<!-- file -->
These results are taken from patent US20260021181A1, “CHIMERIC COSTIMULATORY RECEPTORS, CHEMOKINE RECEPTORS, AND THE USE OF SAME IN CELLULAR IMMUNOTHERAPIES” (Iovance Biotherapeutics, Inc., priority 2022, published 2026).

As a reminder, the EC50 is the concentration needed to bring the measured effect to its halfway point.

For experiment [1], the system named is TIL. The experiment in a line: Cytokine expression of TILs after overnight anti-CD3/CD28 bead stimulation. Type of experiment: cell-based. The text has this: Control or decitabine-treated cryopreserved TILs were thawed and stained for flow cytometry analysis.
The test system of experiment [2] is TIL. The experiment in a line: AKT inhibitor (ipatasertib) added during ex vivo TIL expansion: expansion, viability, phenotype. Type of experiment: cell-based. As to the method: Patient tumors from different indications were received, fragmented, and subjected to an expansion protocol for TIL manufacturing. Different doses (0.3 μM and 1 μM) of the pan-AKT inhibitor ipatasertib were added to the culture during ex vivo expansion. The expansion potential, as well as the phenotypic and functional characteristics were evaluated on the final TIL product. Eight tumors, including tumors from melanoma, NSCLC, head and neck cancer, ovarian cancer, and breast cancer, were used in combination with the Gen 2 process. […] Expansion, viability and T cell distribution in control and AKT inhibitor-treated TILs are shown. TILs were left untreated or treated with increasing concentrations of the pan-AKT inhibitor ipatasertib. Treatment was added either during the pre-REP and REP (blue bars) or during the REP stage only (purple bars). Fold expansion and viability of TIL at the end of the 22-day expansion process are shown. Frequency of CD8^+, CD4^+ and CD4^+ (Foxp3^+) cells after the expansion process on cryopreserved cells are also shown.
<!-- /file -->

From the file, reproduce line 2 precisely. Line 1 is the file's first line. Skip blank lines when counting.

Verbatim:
As a reminder, the EC50 is the concentration needed to bring the measured effect to its halfway point.